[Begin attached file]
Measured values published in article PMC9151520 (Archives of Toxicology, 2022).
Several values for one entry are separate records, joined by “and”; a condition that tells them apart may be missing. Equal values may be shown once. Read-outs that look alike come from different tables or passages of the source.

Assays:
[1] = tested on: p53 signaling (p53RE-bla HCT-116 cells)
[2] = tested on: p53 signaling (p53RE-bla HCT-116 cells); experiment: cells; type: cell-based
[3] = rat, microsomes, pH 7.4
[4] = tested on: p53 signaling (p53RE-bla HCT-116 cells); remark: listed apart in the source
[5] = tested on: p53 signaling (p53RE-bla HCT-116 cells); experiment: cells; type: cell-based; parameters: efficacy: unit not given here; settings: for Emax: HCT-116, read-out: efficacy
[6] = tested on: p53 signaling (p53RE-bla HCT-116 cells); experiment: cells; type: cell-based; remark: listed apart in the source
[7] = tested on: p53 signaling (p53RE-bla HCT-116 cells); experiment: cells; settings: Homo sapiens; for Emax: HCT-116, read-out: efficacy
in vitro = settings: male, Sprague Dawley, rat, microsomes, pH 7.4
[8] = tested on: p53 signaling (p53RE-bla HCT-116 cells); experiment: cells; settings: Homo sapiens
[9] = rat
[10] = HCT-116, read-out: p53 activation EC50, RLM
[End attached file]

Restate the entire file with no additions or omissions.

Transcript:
Measured values published in article PMC9151520 (Archives of Toxicology, 2022).
Several values for one entry are separate records, joined by “and”; a condition that tells them apart may be missing. Equal values may be shown once. Read-outs that look alike come from different tables or passages of the source.

Assays:
[1] = tested on: p53 signaling (p53RE-bla HCT-116 cells)
[2] = tested on: p53 signaling (p53RE-bla HCT-116 cells); experiment: cells; type: cell-based
[3] = rat, microsomes, pH 7.4
[4] = tested on: p53 signaling (p53RE-bla HCT-116 cells); remark: listed apart in the source
[5] = tested on: p53 signaling (p53RE-bla HCT-116 cells); experiment: cells; type: cell-based; parameters: efficacy: unit not given here; settings: for Emax: HCT-116, read-out: efficacy
[6] = tested on: p53 signaling (p53RE-bla HCT-116 cells); experiment: cells; type: cell-based; remark: listed apart in the source
[7] = tested on: p53 signaling (p53RE-bla HCT-116 cells); experiment: cells; settings: Homo sapiens; for Emax: HCT-116, read-out: efficacy
in vitro = settings: male, Sprague Dawley, rat, microsomes, pH 7.4
[8] = tested on: p53 signaling (p53RE-bla HCT-116 cells); experiment: cells; settings: Homo sapiens
[9] = rat
[10] = HCT-116, read-out: p53 activation EC50, RLM